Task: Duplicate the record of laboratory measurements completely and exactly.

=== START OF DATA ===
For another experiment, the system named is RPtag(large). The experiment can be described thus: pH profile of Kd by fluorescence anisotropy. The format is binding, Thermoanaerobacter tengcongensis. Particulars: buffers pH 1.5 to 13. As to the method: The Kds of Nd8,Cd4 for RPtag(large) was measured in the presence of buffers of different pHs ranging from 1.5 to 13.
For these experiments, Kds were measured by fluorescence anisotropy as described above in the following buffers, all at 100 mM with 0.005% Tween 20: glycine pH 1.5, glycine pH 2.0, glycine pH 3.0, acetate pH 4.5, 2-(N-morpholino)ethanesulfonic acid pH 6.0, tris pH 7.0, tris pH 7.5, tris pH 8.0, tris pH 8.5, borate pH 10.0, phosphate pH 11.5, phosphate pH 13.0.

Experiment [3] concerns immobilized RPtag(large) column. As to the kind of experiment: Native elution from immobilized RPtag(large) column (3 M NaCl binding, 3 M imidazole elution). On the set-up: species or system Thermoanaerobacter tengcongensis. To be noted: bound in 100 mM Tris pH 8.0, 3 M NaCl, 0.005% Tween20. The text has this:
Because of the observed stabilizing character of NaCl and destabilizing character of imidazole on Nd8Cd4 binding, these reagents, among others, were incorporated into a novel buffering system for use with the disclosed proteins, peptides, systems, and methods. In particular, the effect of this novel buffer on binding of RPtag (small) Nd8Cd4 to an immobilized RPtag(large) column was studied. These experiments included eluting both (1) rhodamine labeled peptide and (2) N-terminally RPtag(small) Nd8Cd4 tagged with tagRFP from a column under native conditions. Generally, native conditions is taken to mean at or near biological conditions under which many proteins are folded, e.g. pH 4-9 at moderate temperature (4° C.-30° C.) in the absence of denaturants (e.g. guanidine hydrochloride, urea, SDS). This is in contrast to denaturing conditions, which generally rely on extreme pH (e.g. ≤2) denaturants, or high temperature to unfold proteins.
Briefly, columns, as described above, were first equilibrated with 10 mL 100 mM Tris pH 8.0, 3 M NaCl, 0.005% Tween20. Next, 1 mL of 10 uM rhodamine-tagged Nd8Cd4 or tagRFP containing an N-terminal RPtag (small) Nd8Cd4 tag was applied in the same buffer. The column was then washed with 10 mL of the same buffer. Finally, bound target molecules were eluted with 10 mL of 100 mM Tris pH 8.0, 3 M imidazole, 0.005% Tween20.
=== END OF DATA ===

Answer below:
For another experiment, the system named is RPtag(large). The experiment can be described thus: pH profile of Kd by fluorescence anisotropy. The format is binding, Thermoanaerobacter tengcongensis. Particulars: buffers pH 1.5 to 13. As to the method: The Kds of Nd8,Cd4 for RPtag(large) was measured in the presence of buffers of different pHs ranging from 1.5 to 13.
For these experiments, Kds were measured by fluorescence anisotropy as described above in the following buffers, all at 100 mM with 0.005% Tween 20: glycine pH 1.5, glycine pH 2.0, glycine pH 3.0, acetate pH 4.5, 2-(N-morpholino)ethanesulfonic acid pH 6.0, tris pH 7.0, tris pH 7.5, tris pH 8.0, tris pH 8.5, borate pH 10.0, phosphate pH 11.5, phosphate pH 13.0.

Experiment [3] concerns immobilized RPtag(large) column. As to the kind of experiment: Native elution from immobilized RPtag(large) column (3 M NaCl binding, 3 M imidazole elution). On the set-up: species or system Thermoanaerobacter tengcongensis. To be noted: bound in 100 mM Tris pH 8.0, 3 M NaCl, 0.005% Tween20. The text has this:
Because of the observed stabilizing character of NaCl and destabilizing character of imidazole on Nd8Cd4 binding, these reagents, among others, were incorporated into a novel buffering system for use with the disclosed proteins, peptides, systems, and methods. In particular, the effect of this novel buffer on binding of RPtag (small) Nd8Cd4 to an immobilized RPtag(large) column was studied. These experiments included eluting both (1) rhodamine labeled peptide and (2) N-terminally RPtag(small) Nd8Cd4 tagged with tagRFP from a column under native conditions. Generally, native conditions is taken to mean at or near biological conditions under which many proteins are folded, e.g. pH 4-9 at moderate temperature (4° C.-30° C.) in the absence of denaturants (e.g. guanidine hydrochloride, urea, SDS). This is in contrast to denaturing conditions, which generally rely on extreme pH (e.g. ≤2) denaturants, or high temperature to unfold proteins.
Briefly, columns, as described above, were first equilibrated with 10 mL 100 mM Tris pH 8.0, 3 M NaCl, 0.005% Tween20. Next, 1 mL of 10 uM rhodamine-tagged Nd8Cd4 or tagRFP containing an N-terminal RPtag (small) Nd8Cd4 tag was applied in the same buffer. The column was then washed with 10 mL of the same buffer. Finally, bound target molecules were eluted with 10 mL of 100 mM Tris pH 8.0, 3 M imidazole, 0.005% Tween20.